Phytophthora cinnamomi is a virulent pathogen of the American chestnut tree that causes the disease Phytophthora root rot (PRR).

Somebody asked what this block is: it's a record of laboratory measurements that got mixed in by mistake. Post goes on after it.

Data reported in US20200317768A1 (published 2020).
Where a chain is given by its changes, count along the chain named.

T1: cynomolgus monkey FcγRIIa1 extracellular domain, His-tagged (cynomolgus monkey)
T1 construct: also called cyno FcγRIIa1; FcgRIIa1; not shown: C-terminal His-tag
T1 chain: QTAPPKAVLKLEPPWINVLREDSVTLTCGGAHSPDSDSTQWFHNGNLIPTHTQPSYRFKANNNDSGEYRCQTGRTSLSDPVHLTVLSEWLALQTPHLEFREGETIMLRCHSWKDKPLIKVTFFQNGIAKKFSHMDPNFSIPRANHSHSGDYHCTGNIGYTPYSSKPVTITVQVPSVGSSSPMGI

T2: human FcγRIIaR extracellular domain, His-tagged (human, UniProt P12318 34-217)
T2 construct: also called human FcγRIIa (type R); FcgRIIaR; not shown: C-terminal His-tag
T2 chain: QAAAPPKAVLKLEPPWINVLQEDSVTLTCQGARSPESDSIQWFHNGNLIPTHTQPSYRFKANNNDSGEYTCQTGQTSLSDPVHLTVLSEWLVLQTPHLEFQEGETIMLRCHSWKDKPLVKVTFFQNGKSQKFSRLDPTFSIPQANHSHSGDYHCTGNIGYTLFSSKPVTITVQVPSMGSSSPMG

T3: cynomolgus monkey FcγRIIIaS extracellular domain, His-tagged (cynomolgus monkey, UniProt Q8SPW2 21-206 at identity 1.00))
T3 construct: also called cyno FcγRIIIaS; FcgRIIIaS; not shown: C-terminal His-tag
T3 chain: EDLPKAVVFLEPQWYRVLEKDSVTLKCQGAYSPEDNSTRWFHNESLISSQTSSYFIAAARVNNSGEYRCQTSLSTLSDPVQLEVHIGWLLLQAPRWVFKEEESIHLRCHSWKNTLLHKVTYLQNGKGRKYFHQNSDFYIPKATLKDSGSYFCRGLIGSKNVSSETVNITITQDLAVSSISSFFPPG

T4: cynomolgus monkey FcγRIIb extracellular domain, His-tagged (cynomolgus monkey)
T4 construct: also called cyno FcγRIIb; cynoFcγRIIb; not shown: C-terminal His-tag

Phytophthora cinnamomi, introduced into North America by European colonists in the 1700’s, is thought to have eradicated American chestnut from low elevation forests in the Southeastern U.S. prior to the introduction of chestnut blight. Combining resistance to the chestnut blight fungus (Cryphonectria parasitica) and P. cinnamomi became an objective of The American Chestnut Foundation’s breeding program after Phytophthora root rot caused mass mortality in backcross orchards planted in the piedmont of the Southeastern U.S. Fortunately, Chinese chestnut is resistant to the disease and some American chestnut backcross hybrids inherited major effect resistance genes from their Chinese chestnut parent. The American Chestnut Foundation is collaborating with Clemson University, North Carolina State University, and the U.S. Forest Service to inoculate advanced generation backcross hybrid families with P. cinnamomi to identify resistant parents. Parents resistant to P. cinnamomi will be bred with those most resistant to the chestnut blight fungus. Selection for ensuing generations will combine resistance to both pathogens.